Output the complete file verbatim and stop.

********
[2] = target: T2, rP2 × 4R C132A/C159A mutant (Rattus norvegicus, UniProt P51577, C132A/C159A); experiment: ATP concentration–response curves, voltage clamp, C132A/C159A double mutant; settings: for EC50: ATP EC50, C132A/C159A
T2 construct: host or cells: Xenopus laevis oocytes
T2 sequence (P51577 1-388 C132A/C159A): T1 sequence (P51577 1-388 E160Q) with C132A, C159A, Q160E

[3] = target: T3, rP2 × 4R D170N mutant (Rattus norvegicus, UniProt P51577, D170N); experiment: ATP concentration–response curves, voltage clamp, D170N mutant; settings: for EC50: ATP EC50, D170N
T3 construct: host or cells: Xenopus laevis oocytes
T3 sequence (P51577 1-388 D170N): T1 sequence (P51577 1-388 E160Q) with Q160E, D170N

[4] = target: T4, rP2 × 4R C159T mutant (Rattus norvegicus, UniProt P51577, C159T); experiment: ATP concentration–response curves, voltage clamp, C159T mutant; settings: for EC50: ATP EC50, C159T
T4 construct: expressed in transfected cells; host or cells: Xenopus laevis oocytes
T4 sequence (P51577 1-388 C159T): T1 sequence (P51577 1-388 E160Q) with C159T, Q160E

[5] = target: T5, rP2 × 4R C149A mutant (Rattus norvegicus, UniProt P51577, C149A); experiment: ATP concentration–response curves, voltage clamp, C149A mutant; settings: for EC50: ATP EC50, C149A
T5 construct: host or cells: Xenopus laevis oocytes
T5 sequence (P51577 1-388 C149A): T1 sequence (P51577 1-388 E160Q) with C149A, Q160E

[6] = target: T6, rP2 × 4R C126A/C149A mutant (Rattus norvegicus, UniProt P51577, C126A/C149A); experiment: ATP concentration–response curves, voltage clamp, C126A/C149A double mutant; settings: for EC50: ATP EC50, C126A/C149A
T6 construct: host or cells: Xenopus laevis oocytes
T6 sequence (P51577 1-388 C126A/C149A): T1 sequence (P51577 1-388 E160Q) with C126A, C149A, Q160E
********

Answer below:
[2] = target: T2, rP2 × 4R C132A/C159A mutant (Rattus norvegicus, UniProt P51577, C132A/C159A); experiment: ATP concentration–response curves, voltage clamp, C132A/C159A double mutant; settings: for EC50: ATP EC50, C132A/C159A
T2 construct: host or cells: Xenopus laevis oocytes
T2 sequence (P51577 1-388 C132A/C159A): T1 sequence (P51577 1-388 E160Q) with C132A, C159A, Q160E

[3] = target: T3, rP2 × 4R D170N mutant (Rattus norvegicus, UniProt P51577, D170N); experiment: ATP concentration–response curves, voltage clamp, D170N mutant; settings: for EC50: ATP EC50, D170N
T3 construct: host or cells: Xenopus laevis oocytes
T3 sequence (P51577 1-388 D170N): T1 sequence (P51577 1-388 E160Q) with Q160E, D170N

[4] = target: T4, rP2 × 4R C159T mutant (Rattus norvegicus, UniProt P51577, C159T); experiment: ATP concentration–response curves, voltage clamp, C159T mutant; settings: for EC50: ATP EC50, C159T
T4 construct: expressed in transfected cells; host or cells: Xenopus laevis oocytes
T4 sequence (P51577 1-388 C159T): T1 sequence (P51577 1-388 E160Q) with C159T, Q160E

[5] = target: T5, rP2 × 4R C149A mutant (Rattus norvegicus, UniProt P51577, C149A); experiment: ATP concentration–response curves, voltage clamp, C149A mutant; settings: for EC50: ATP EC50, C149A
T5 construct: host or cells: Xenopus laevis oocytes
T5 sequence (P51577 1-388 C149A): T1 sequence (P51577 1-388 E160Q) with C149A, Q160E

[6] = target: T6, rP2 × 4R C126A/C149A mutant (Rattus norvegicus, UniProt P51577, C126A/C149A); experiment: ATP concentration–response curves, voltage clamp, C126A/C149A double mutant; settings: for EC50: ATP EC50, C126A/C149A
T6 construct: host or cells: Xenopus laevis oocytes
T6 sequence (P51577 1-388 C126A/C149A): T1 sequence (P51577 1-388 E160Q) with C126A, C149A, Q160E